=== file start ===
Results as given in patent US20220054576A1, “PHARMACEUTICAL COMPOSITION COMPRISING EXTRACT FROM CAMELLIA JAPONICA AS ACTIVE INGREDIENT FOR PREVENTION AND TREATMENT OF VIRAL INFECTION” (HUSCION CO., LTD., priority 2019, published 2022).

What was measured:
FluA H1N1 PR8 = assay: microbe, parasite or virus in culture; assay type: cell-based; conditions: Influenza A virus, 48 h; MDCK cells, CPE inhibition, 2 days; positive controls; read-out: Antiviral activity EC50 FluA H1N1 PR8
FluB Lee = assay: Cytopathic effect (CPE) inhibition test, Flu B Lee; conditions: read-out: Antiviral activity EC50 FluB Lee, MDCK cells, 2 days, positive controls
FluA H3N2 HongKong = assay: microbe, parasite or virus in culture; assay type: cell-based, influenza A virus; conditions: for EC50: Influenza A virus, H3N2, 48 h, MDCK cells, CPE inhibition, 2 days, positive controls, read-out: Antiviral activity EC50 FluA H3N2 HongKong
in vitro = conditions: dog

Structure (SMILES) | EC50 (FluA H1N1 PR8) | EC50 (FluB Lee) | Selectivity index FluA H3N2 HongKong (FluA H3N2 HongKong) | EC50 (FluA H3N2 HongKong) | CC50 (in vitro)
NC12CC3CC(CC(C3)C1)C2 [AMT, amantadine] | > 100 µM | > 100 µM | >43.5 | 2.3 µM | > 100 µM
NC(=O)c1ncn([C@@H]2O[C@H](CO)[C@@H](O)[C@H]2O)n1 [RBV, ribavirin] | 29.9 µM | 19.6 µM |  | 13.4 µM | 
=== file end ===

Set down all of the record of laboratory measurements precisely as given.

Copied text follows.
Results as given in patent US20220054576A1, “PHARMACEUTICAL COMPOSITION COMPRISING EXTRACT FROM CAMELLIA JAPONICA AS ACTIVE INGREDIENT FOR PREVENTION AND TREATMENT OF VIRAL INFECTION” (HUSCION CO., LTD., priority 2019, published 2022).

What was measured:
FluA H1N1 PR8 = assay: microbe, parasite or virus in culture; assay type: cell-based; conditions: Influenza A virus, 48 h; MDCK cells, CPE inhibition, 2 days; positive controls; read-out: Antiviral activity EC50 FluA H1N1 PR8
FluB Lee = assay: Cytopathic effect (CPE) inhibition test, Flu B Lee; conditions: read-out: Antiviral activity EC50 FluB Lee, MDCK cells, 2 days, positive controls
FluA H3N2 HongKong = assay: microbe, parasite or virus in culture; assay type: cell-based, influenza A virus; conditions: for EC50: Influenza A virus, H3N2, 48 h, MDCK cells, CPE inhibition, 2 days, positive controls, read-out: Antiviral activity EC50 FluA H3N2 HongKong
in vitro = conditions: dog

Structure (SMILES) | EC50 (FluA H1N1 PR8) | EC50 (FluB Lee) | Selectivity index FluA H3N2 HongKong (FluA H3N2 HongKong) | EC50 (FluA H3N2 HongKong) | CC50 (in vitro)
NC12CC3CC(CC(C3)C1)C2 [AMT, amantadine] | > 100 µM | > 100 µM | >43.5 | 2.3 µM | > 100 µM
NC(=O)c1ncn([C@@H]2O[C@H](CO)[C@@H](O)[C@H]2O)n1 [RBV, ribavirin] | 29.9 µM | 19.6 µM |  | 13.4 µM | 